Sanford claims Super Bowl defense in trespassing
By CNN Political Unit
(CNN) — The accusations of trespassing leveled at former South Carolina Gov. Mark Sanford by his ex-wife Jenny arose after he visited his son to watch the Super Bowl, Sanford explained in a statement Wednesday.
The explanation came the day after news broke Sanford has been ordered to appear in court two days after the May election in which he’s contending to become South Carolina’s next congressman. On Wednesday, Sanford went up with his first general election ad criticizing Democratic rival Elizabeth Colbert Busch.
Also Wednesday, a major GOP campaign group–the National Republican Congressional Committee–confirmed it was no longer using its resources to support Sanford in the race.
“Mark Sanford has proven he knows what it takes to win elections. At this time, the NRCC will not be engaged in this special election,” spokeswoman Andrea Bozek said in a statement.
Jenny Sanford claims in court documents she saw her ex-husband leaving her Sullivan’s Island home on Feb. 3, roughly three weeks after Mark Sanford announced his bid for Congress.
“It’s an unfortunate reality that divorced couples sometimes have disagreements that spill over into family court,” Mark Sanford wrote in his statement. “I did indeed watch the second half of the Super Bowl at the beach house with our 14 year old son because as a father I didn’t think he should watch it alone. Given she was out of town I tried to reach her beforehand to tell her of the situation that had arisen, and met her at the back steps under the light of my cell phone when she returned and told her what had happened.”
The couple were divorced in 2010 after the then-governor admitted he was carrying on an extramarital affair with a woman from Argentina. He finished out his gubernatorial term in 2011 and has since become engaged to the same woman.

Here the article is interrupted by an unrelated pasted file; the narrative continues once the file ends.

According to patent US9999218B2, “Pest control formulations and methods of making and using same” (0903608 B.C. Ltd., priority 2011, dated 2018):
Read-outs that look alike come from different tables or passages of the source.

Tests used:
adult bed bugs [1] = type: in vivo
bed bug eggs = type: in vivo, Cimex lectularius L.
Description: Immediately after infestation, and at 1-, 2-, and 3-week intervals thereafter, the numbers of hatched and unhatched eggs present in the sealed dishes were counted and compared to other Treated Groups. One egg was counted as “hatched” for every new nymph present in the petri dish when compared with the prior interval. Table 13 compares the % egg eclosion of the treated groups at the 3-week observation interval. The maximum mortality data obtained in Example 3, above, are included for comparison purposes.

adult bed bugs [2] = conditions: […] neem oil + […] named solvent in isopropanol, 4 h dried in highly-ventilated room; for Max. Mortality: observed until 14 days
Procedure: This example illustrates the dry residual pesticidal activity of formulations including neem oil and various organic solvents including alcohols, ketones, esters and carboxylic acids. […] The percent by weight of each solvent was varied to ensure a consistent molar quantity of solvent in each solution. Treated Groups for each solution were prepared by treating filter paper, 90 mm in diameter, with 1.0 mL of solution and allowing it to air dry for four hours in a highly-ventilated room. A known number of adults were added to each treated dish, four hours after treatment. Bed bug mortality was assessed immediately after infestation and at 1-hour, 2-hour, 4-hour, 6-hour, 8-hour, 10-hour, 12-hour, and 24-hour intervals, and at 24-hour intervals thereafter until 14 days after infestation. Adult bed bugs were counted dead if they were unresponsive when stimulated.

On Tuesday, Jenny Sanford wrote in a message to CNN, “I understood [the documents] were to have remained part of the sealed divorce docs. This is a private matter and I have no further comment.”
Sanford said in his statement he is “particularly curious how records that were sealed to avoid the boys dealing with embarrassment are now somehow exposed less than three weeks before this election.”
He said he agreed with his ex-wife that the “media is no place to debate what is ultimately a family court matter.”
Seeking political redemption, Sanford won the Republican primary this month in a race to fill the 1st District seat left vacant when Gov. Nikki Haley appointed Tim Scott to the Senate late last year.
It’s the same district Sanford represented in Congress before becoming governor.
As he deals with the trespassing controversy, Sanford is also going on the attack against his Democratic opponent. In his first TV commercial since he became the GOP nominee, Sanford highlights Colbert Busch’s union ties.
“Elizabeth Colbert Busch says she knows jobs and will be independent, but she’s not telling you that she’s supported by labor unions,” says the female narrator in the 30-second spot. “Nearly $30,000 in checks from big labor, even from the union who tried to shut down Boeing and ship a thousand jobs out of South Carolina.”
The Sanford campaign confirms to CNN that the ad will start running Wednesday through April 22, and that the campaign will spend nearly $100,000 to run the spot on broadcast and cable television in the Charleston, South Carolina and Savannah, Georgia markets, which cover nearly all of South Carolina’s 1st Congressional District. The campaign is also running the ad on radio in Charleston and Hilton Head, South Carolina.
National Journal first reported the new Sanford commercial.
CNN’s Paul Steinhauser, Peter Hamby, Ashley Killough and Kevin Liptak contributed to this report.